About the project


Online learning environments are rapidly becoming part of the education landscape for K12. As such, educators are inundated with opportunities, decisions, suggestions, and requirements about technology use in their unique learning environments. How can we navigate this complex situation in a way that supports educators to be at the helm?

This site translates findings from our NSF-sponsored research project (2013-2017, #1325004), Developing frameworks, tools and social practices to support effective instructor use of online social learning networks in blended learning models. 

The challenge

The potential benefits of online learning are exciting. Learners in lower-resourced schools can get access to high quality content; Personalized learning allows individuals to seek out their own pathways that are connected to prior experiences and future goals; Teachers have a myriad of tools and data at their fingertips with which to engage learners in dynamic 21st century learning practices. However, the benefits are mediated by serious challenges. There is growing spending at school and district levels without clear accountability; There is unequal access to opportunities for areas with lower SES; Although there is lot of data captured, we are often not entirely sure what it means or how to make it actionable at individual and classroom levels; Decisions about tools are often made at multiple levels, and how to best used them is often not as well resourced as purchasing the tools themselves.

School leaders and pre- and in-service teachers need opportunities for intentional planning and reflection. There is little support to guide thoughtful implementation that aligns with individual educator goals for their unique classroom, and often not enough time to process the myriad of platforms being introduced at different levels, including district and school-wide rollouts. As more and more educators adopt new technologies into daily practice, they need to be prepared to put them to use beyond the technological fluency needed for the most basic functions. This resource was developed as a contribution to the larger conversation of networked technology use in K12 educational environments. The conversation is escalating and is often outpaced by the speed with which new technologies are offered and adopted and often replaced.

The opportunities

Our work with formal and informal educators, administrators, and program designers revealed a need for more conversation. This resource is one of the tools we hope will aid in reflective decision-making grounded in recent research. While there are no answers and we believe that the right tools and practices look different across different learning environments, there are questions that can be asked that can facilitate more conversation to match goals and intentions with platforms and unique features.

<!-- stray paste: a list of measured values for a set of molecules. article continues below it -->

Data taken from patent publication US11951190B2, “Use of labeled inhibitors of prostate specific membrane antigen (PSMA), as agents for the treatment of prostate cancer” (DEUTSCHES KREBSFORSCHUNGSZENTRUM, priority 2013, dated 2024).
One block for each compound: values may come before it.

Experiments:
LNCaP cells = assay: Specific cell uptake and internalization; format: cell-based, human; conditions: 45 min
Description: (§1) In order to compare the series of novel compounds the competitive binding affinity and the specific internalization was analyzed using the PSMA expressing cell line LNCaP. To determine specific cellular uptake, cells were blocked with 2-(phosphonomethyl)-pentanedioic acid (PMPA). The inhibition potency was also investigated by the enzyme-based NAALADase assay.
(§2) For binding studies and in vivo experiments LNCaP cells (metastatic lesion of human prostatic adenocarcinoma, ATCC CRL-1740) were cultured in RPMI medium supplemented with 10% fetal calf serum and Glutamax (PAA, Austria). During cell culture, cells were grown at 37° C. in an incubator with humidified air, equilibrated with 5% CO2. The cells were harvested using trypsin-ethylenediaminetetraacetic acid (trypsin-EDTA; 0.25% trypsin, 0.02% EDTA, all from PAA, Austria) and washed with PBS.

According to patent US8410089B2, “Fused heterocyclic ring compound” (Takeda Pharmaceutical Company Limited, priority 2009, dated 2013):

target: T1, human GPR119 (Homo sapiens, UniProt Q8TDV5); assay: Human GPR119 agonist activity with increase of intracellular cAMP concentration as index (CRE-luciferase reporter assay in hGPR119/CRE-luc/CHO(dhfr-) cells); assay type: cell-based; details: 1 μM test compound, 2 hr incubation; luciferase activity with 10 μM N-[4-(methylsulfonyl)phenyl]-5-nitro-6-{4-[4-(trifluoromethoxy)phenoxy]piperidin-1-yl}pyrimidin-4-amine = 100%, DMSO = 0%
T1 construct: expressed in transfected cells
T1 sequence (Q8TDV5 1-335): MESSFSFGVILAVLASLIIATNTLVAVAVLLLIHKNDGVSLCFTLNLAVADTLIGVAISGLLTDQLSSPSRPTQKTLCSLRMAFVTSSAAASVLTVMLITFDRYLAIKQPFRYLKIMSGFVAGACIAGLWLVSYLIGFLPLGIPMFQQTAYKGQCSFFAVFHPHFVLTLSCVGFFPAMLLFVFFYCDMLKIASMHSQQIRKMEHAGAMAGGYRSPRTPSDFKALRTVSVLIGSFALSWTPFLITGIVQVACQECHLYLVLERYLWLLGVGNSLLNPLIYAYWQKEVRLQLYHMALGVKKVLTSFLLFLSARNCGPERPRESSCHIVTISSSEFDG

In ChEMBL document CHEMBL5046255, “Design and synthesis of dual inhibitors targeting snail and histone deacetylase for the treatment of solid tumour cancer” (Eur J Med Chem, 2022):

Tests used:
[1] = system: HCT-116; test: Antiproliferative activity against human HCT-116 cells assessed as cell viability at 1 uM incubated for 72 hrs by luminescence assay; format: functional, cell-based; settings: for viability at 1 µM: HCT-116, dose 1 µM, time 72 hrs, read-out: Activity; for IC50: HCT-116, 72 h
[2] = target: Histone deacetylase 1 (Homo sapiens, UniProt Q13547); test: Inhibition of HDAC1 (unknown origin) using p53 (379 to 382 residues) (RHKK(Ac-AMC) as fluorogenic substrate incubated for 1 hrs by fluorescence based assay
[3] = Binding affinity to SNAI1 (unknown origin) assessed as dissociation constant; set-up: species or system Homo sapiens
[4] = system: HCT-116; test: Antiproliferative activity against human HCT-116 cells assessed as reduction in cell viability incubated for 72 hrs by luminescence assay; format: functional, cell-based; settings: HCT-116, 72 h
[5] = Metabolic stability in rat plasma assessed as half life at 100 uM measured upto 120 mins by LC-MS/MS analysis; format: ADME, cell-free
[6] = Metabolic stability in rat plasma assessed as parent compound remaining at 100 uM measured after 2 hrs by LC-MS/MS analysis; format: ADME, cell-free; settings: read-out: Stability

Our suite of materials are anchored around a cyclical set of practices that identify specific ways to reflect, plan, and act around the use of online platforms in learning environments. Materials to support this work include: (a) Frameworks for identifying and analyzing online learning platforms, including educator online support roles and relevant features and practices and 21st century learning activity and relevant features and practices. Together, these frameworks, emerging from research in authentic environments, can be used for evaluating systems on their strengths and weaknesses, looking at a platform and feature level of analysis. (b) Cases of educators, K12 learners, and communities in formal and informal learning environments using online platforms, highlighting goals, successes, and challenges in actual use scenarios, mapped onto our framework. Multimedia cases are constructed from a rich collection of qualitative and quantitative data gathered through interviews, surveys, and social network use data. These cases include reflection questions to engage discussion and planning for educators in similar complex environments in the fluctuating landscape of technology-enriched education.